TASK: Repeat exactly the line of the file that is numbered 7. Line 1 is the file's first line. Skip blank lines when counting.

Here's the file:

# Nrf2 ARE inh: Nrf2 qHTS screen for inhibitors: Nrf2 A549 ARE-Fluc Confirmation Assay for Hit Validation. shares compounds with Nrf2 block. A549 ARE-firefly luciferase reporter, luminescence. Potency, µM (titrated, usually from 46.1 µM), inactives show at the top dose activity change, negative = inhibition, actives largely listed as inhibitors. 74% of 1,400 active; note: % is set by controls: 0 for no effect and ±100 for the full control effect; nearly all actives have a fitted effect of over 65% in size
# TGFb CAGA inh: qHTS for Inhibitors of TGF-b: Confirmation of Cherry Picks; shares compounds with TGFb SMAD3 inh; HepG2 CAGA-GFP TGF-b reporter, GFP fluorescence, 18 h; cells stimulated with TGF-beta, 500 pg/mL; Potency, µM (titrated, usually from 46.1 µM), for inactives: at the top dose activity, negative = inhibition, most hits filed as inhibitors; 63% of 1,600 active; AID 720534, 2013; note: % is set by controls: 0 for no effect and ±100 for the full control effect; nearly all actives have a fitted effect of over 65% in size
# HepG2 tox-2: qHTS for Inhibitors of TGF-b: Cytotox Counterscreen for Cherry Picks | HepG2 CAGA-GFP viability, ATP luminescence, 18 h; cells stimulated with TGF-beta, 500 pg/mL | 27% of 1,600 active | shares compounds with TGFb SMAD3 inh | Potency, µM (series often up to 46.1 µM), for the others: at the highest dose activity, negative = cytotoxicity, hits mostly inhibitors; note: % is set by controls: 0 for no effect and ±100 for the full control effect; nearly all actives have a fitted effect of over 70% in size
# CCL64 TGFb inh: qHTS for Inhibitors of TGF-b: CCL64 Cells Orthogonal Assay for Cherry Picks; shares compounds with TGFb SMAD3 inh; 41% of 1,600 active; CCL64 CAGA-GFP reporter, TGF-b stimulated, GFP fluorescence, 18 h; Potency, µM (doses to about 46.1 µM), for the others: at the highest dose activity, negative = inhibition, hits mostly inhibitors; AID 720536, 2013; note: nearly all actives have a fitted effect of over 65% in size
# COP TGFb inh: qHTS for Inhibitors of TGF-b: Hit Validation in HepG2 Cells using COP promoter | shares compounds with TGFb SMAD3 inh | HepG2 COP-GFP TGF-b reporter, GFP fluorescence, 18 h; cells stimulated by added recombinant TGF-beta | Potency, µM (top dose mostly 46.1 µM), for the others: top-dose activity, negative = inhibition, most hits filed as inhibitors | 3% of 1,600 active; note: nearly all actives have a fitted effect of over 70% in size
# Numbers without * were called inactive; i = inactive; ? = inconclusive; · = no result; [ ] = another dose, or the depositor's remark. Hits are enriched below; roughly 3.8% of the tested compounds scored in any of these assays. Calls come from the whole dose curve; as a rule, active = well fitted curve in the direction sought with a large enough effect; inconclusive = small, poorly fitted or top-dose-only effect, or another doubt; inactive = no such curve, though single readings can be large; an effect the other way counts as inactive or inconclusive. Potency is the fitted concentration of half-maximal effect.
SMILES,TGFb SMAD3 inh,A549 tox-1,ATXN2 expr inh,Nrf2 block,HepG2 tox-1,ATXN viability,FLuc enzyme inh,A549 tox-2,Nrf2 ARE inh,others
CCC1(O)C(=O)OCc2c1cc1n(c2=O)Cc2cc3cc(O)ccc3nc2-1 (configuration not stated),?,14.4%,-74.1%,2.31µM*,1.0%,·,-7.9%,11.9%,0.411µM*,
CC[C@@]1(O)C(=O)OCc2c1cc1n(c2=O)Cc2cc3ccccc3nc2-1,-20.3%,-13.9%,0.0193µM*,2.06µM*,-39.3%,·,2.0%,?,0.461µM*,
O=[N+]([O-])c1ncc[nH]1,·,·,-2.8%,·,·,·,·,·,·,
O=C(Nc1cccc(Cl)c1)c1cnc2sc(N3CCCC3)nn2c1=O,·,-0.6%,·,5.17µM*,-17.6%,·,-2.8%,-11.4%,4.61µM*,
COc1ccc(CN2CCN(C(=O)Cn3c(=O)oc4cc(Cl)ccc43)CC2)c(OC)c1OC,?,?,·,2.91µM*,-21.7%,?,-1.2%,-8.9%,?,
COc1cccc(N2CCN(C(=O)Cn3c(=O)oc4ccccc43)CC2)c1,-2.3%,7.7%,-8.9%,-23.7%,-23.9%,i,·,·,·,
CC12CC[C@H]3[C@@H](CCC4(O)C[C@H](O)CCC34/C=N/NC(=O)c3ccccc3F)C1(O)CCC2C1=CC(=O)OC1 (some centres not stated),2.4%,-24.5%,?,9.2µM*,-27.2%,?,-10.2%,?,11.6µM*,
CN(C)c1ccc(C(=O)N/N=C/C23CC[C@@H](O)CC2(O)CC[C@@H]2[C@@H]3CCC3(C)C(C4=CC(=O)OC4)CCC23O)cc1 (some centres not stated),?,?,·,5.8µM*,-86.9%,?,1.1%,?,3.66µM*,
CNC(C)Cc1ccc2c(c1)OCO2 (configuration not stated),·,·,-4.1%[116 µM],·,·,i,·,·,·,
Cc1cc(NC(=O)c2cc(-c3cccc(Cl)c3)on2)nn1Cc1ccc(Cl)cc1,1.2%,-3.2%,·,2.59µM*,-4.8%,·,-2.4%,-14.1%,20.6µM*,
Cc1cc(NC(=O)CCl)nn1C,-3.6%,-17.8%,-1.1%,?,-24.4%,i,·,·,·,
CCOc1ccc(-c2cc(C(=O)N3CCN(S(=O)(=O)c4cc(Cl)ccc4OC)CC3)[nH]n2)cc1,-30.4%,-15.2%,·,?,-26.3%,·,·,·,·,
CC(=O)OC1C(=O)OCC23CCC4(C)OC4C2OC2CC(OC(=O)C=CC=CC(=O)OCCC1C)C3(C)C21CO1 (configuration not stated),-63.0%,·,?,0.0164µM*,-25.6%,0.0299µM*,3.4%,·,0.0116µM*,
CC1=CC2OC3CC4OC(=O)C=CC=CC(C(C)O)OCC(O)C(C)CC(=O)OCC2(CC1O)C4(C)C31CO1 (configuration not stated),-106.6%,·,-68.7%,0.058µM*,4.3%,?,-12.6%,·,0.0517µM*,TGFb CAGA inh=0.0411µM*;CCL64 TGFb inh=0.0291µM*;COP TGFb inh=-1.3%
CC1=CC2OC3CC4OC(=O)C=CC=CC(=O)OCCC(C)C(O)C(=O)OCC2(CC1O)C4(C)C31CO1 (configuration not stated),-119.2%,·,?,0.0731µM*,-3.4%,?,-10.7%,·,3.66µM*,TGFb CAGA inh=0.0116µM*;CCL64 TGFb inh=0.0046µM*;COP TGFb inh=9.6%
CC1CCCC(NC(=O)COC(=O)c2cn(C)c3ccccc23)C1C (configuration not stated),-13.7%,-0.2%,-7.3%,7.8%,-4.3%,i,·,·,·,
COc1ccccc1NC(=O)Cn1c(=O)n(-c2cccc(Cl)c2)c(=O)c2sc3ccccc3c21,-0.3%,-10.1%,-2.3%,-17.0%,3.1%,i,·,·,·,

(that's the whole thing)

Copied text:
SMILES,TGFb SMAD3 inh,A549 tox-1,ATXN2 expr inh,Nrf2 block,HepG2 tox-1,ATXN viability,FLuc enzyme inh,A549 tox-2,Nrf2 ARE inh,others